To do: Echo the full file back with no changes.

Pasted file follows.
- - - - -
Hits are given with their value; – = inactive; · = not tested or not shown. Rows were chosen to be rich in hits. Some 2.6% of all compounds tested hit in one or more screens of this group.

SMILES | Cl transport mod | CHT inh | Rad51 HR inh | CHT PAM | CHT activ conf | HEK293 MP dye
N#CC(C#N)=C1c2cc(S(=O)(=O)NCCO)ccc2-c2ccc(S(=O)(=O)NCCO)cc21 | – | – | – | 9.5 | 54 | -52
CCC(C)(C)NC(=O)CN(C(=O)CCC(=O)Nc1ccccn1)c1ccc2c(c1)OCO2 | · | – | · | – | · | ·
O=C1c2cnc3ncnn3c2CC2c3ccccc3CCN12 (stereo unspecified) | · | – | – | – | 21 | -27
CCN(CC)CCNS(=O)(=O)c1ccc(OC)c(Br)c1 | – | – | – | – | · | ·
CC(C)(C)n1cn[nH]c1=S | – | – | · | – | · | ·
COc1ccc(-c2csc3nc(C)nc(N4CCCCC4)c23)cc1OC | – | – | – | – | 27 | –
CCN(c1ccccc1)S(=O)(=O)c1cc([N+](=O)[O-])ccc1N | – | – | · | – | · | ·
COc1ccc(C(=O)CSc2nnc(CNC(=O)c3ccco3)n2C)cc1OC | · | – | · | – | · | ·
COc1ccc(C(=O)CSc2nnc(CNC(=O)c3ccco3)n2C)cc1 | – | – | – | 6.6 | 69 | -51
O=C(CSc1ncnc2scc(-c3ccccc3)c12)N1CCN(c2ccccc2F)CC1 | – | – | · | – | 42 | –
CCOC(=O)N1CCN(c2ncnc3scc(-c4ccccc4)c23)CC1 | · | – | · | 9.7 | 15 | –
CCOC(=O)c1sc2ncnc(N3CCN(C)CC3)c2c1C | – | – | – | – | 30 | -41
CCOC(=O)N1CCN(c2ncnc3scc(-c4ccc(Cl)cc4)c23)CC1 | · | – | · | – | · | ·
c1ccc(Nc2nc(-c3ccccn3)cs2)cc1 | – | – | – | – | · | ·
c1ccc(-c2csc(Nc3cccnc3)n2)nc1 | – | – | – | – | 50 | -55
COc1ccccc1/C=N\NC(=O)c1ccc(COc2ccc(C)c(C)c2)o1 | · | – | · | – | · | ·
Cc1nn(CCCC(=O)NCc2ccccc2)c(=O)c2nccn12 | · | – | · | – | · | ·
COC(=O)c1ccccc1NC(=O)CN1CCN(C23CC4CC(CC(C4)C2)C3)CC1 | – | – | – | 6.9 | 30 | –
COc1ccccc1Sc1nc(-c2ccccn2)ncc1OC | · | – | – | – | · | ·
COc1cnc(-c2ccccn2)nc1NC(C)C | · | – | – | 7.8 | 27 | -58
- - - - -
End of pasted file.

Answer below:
Hits are given with their value; – = inactive; · = not tested or not shown. Rows were chosen to be rich in hits. Some 2.6% of all compounds tested hit in one or more screens of this group.

SMILES | Cl transport mod | CHT inh | Rad51 HR inh | CHT PAM | CHT activ conf | HEK293 MP dye
N#CC(C#N)=C1c2cc(S(=O)(=O)NCCO)ccc2-c2ccc(S(=O)(=O)NCCO)cc21 | – | – | – | 9.5 | 54 | -52
CCC(C)(C)NC(=O)CN(C(=O)CCC(=O)Nc1ccccn1)c1ccc2c(c1)OCO2 | · | – | · | – | · | ·
O=C1c2cnc3ncnn3c2CC2c3ccccc3CCN12 (stereo unspecified) | · | – | – | – | 21 | -27
CCN(CC)CCNS(=O)(=O)c1ccc(OC)c(Br)c1 | – | – | – | – | · | ·
CC(C)(C)n1cn[nH]c1=S | – | – | · | – | · | ·
COc1ccc(-c2csc3nc(C)nc(N4CCCCC4)c23)cc1OC | – | – | – | – | 27 | –
CCN(c1ccccc1)S(=O)(=O)c1cc([N+](=O)[O-])ccc1N | – | – | · | – | · | ·
COc1ccc(C(=O)CSc2nnc(CNC(=O)c3ccco3)n2C)cc1OC | · | – | · | – | · | ·
COc1ccc(C(=O)CSc2nnc(CNC(=O)c3ccco3)n2C)cc1 | – | – | – | 6.6 | 69 | -51
O=C(CSc1ncnc2scc(-c3ccccc3)c12)N1CCN(c2ccccc2F)CC1 | – | – | · | – | 42 | –
CCOC(=O)N1CCN(c2ncnc3scc(-c4ccccc4)c23)CC1 | · | – | · | 9.7 | 15 | –
CCOC(=O)c1sc2ncnc(N3CCN(C)CC3)c2c1C | – | – | – | – | 30 | -41
CCOC(=O)N1CCN(c2ncnc3scc(-c4ccc(Cl)cc4)c23)CC1 | · | – | · | – | · | ·
c1ccc(Nc2nc(-c3ccccn3)cs2)cc1 | – | – | – | – | · | ·
c1ccc(-c2csc(Nc3cccnc3)n2)nc1 | – | – | – | – | 50 | -55
COc1ccccc1/C=N\NC(=O)c1ccc(COc2ccc(C)c(C)c2)o1 | · | – | · | – | · | ·
Cc1nn(CCCC(=O)NCc2ccccc2)c(=O)c2nccn12 | · | – | · | – | · | ·
COC(=O)c1ccccc1NC(=O)CN1CCN(C23CC4CC(CC(C4)C2)C3)CC1 | – | – | – | 6.9 | 30 | –
COc1ccccc1Sc1nc(-c2ccccn2)ncc1OC | · | – | – | – | · | ·
COc1cnc(-c2ccccn2)nc1NC(C)C | · | – | – | 7.8 | 27 | -58